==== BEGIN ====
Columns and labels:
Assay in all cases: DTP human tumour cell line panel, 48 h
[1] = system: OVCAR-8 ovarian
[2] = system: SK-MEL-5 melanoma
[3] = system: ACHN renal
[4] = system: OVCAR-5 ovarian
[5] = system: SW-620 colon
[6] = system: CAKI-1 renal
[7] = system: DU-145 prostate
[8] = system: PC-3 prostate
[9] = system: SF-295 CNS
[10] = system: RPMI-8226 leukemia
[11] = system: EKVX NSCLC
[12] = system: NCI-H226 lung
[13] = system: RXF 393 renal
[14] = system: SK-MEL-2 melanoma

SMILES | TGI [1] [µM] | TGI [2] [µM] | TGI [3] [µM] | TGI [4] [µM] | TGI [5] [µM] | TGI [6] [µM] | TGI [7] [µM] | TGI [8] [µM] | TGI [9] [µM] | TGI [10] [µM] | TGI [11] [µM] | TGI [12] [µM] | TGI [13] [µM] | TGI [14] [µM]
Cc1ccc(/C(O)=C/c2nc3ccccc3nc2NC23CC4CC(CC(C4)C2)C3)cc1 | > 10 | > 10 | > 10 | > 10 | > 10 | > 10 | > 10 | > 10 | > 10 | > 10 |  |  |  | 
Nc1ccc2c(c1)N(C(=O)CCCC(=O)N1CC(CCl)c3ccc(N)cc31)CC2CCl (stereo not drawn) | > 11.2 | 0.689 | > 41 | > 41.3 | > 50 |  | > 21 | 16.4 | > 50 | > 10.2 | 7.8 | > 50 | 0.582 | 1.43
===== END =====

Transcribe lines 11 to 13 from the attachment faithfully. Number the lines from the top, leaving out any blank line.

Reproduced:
[9] = system: SF-295 CNS
[10] = system: RPMI-8226 leukemia
[11] = system: EKVX NSCLC